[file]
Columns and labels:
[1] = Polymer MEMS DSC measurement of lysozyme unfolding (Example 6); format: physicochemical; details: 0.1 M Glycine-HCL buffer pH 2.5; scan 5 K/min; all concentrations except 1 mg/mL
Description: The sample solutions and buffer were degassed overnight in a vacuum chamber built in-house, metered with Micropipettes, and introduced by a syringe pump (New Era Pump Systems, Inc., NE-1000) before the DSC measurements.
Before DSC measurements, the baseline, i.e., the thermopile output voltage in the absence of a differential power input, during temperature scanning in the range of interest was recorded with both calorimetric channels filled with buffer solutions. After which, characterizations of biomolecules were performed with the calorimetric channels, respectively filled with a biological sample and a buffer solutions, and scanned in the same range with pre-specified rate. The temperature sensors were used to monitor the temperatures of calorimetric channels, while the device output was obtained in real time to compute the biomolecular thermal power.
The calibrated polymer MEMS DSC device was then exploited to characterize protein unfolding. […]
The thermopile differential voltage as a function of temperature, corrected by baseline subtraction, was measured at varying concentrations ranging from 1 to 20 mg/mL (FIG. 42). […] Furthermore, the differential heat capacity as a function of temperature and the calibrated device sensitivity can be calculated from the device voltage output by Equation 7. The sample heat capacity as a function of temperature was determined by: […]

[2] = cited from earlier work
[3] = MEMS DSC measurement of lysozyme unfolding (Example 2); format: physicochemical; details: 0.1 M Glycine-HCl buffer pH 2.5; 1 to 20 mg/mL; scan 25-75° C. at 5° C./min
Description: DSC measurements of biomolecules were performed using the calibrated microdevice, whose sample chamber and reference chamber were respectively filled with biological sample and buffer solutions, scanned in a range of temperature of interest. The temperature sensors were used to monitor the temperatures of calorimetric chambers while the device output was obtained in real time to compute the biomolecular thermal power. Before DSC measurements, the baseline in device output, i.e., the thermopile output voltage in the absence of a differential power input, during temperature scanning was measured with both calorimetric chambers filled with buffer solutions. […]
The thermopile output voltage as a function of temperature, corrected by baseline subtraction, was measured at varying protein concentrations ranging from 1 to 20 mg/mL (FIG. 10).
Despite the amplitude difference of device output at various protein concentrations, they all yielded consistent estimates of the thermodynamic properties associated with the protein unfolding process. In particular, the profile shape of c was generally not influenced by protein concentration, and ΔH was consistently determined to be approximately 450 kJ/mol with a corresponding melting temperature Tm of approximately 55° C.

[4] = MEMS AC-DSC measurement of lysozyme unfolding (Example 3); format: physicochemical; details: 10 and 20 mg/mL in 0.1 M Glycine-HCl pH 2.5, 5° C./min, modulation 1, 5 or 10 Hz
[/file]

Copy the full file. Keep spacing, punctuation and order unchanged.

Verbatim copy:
Columns and labels:
[1] = Polymer MEMS DSC measurement of lysozyme unfolding (Example 6); format: physicochemical; details: 0.1 M Glycine-HCL buffer pH 2.5; scan 5 K/min; all concentrations except 1 mg/mL
Description: The sample solutions and buffer were degassed overnight in a vacuum chamber built in-house, metered with Micropipettes, and introduced by a syringe pump (New Era Pump Systems, Inc., NE-1000) before the DSC measurements.
Before DSC measurements, the baseline, i.e., the thermopile output voltage in the absence of a differential power input, during temperature scanning in the range of interest was recorded with both calorimetric channels filled with buffer solutions. After which, characterizations of biomolecules were performed with the calorimetric channels, respectively filled with a biological sample and a buffer solutions, and scanned in the same range with pre-specified rate. The temperature sensors were used to monitor the temperatures of calorimetric channels, while the device output was obtained in real time to compute the biomolecular thermal power.
The calibrated polymer MEMS DSC device was then exploited to characterize protein unfolding. […]
The thermopile differential voltage as a function of temperature, corrected by baseline subtraction, was measured at varying concentrations ranging from 1 to 20 mg/mL (FIG. 42). […] Furthermore, the differential heat capacity as a function of temperature and the calibrated device sensitivity can be calculated from the device voltage output by Equation 7. The sample heat capacity as a function of temperature was determined by: […]

[2] = cited from earlier work
[3] = MEMS DSC measurement of lysozyme unfolding (Example 2); format: physicochemical; details: 0.1 M Glycine-HCl buffer pH 2.5; 1 to 20 mg/mL; scan 25-75° C. at 5° C./min
Description: DSC measurements of biomolecules were performed using the calibrated microdevice, whose sample chamber and reference chamber were respectively filled with biological sample and buffer solutions, scanned in a range of temperature of interest. The temperature sensors were used to monitor the temperatures of calorimetric chambers while the device output was obtained in real time to compute the biomolecular thermal power. Before DSC measurements, the baseline in device output, i.e., the thermopile output voltage in the absence of a differential power input, during temperature scanning was measured with both calorimetric chambers filled with buffer solutions. […]
The thermopile output voltage as a function of temperature, corrected by baseline subtraction, was measured at varying protein concentrations ranging from 1 to 20 mg/mL (FIG. 10).
Despite the amplitude difference of device output at various protein concentrations, they all yielded consistent estimates of the thermodynamic properties associated with the protein unfolding process. In particular, the profile shape of c was generally not influenced by protein concentration, and ΔH was consistently determined to be approximately 450 kJ/mol with a corresponding melting temperature Tm of approximately 55° C.

[4] = MEMS AC-DSC measurement of lysozyme unfolding (Example 3); format: physicochemical; details: 10 and 20 mg/mL in 0.1 M Glycine-HCl pH 2.5, 5° C./min, modulation 1, 5 or 10 Hz